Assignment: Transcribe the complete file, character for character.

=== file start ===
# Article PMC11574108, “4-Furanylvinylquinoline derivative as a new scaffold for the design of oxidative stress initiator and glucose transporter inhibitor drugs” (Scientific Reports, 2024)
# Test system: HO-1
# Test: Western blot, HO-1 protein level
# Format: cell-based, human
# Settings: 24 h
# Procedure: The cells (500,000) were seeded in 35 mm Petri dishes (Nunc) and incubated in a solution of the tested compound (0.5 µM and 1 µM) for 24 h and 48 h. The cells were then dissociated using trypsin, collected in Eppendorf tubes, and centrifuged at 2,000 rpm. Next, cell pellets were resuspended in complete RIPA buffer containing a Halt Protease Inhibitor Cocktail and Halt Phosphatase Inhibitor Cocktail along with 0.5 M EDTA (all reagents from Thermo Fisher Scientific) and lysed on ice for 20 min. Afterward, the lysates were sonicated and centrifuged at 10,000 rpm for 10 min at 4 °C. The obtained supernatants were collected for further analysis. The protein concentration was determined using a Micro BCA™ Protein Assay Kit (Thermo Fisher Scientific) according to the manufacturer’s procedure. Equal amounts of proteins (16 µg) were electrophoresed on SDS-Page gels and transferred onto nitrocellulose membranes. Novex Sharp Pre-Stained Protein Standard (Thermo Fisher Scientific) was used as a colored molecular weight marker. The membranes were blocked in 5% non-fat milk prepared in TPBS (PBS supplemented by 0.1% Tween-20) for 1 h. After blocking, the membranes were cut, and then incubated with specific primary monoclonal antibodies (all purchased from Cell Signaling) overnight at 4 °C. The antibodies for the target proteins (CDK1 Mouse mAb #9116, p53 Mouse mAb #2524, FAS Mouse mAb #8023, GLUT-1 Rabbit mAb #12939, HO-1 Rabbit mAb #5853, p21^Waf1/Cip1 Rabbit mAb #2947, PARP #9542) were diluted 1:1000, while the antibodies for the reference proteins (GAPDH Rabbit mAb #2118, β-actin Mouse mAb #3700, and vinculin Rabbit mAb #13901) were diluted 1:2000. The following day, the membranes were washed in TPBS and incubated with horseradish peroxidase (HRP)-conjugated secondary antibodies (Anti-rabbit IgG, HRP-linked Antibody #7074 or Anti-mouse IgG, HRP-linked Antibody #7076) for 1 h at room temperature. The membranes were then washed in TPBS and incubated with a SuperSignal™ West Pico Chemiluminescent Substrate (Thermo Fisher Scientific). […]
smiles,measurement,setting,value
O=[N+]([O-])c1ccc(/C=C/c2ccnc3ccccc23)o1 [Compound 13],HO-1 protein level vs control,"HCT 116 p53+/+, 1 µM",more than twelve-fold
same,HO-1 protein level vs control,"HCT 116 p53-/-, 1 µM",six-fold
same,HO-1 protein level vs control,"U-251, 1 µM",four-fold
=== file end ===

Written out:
# Article PMC11574108, “4-Furanylvinylquinoline derivative as a new scaffold for the design of oxidative stress initiator and glucose transporter inhibitor drugs” (Scientific Reports, 2024)
# Test system: HO-1
# Test: Western blot, HO-1 protein level
# Format: cell-based, human
# Settings: 24 h
# Procedure: The cells (500,000) were seeded in 35 mm Petri dishes (Nunc) and incubated in a solution of the tested compound (0.5 µM and 1 µM) for 24 h and 48 h. The cells were then dissociated using trypsin, collected in Eppendorf tubes, and centrifuged at 2,000 rpm. Next, cell pellets were resuspended in complete RIPA buffer containing a Halt Protease Inhibitor Cocktail and Halt Phosphatase Inhibitor Cocktail along with 0.5 M EDTA (all reagents from Thermo Fisher Scientific) and lysed on ice for 20 min. Afterward, the lysates were sonicated and centrifuged at 10,000 rpm for 10 min at 4 °C. The obtained supernatants were collected for further analysis. The protein concentration was determined using a Micro BCA™ Protein Assay Kit (Thermo Fisher Scientific) according to the manufacturer’s procedure. Equal amounts of proteins (16 µg) were electrophoresed on SDS-Page gels and transferred onto nitrocellulose membranes. Novex Sharp Pre-Stained Protein Standard (Thermo Fisher Scientific) was used as a colored molecular weight marker. The membranes were blocked in 5% non-fat milk prepared in TPBS (PBS supplemented by 0.1% Tween-20) for 1 h. After blocking, the membranes were cut, and then incubated with specific primary monoclonal antibodies (all purchased from Cell Signaling) overnight at 4 °C. The antibodies for the target proteins (CDK1 Mouse mAb #9116, p53 Mouse mAb #2524, FAS Mouse mAb #8023, GLUT-1 Rabbit mAb #12939, HO-1 Rabbit mAb #5853, p21^Waf1/Cip1 Rabbit mAb #2947, PARP #9542) were diluted 1:1000, while the antibodies for the reference proteins (GAPDH Rabbit mAb #2118, β-actin Mouse mAb #3700, and vinculin Rabbit mAb #13901) were diluted 1:2000. The following day, the membranes were washed in TPBS and incubated with horseradish peroxidase (HRP)-conjugated secondary antibodies (Anti-rabbit IgG, HRP-linked Antibody #7074 or Anti-mouse IgG, HRP-linked Antibody #7076) for 1 h at room temperature. The membranes were then washed in TPBS and incubated with a SuperSignal™ West Pico Chemiluminescent Substrate (Thermo Fisher Scientific). […]
smiles,measurement,setting,value
O=[N+]([O-])c1ccc(/C=C/c2ccnc3ccccc23)o1 [Compound 13],HO-1 protein level vs control,"HCT 116 p53+/+, 1 µM",more than twelve-fold
same,HO-1 protein level vs control,"HCT 116 p53-/-, 1 µM",six-fold
same,HO-1 protein level vs control,"U-251, 1 µM",four-fold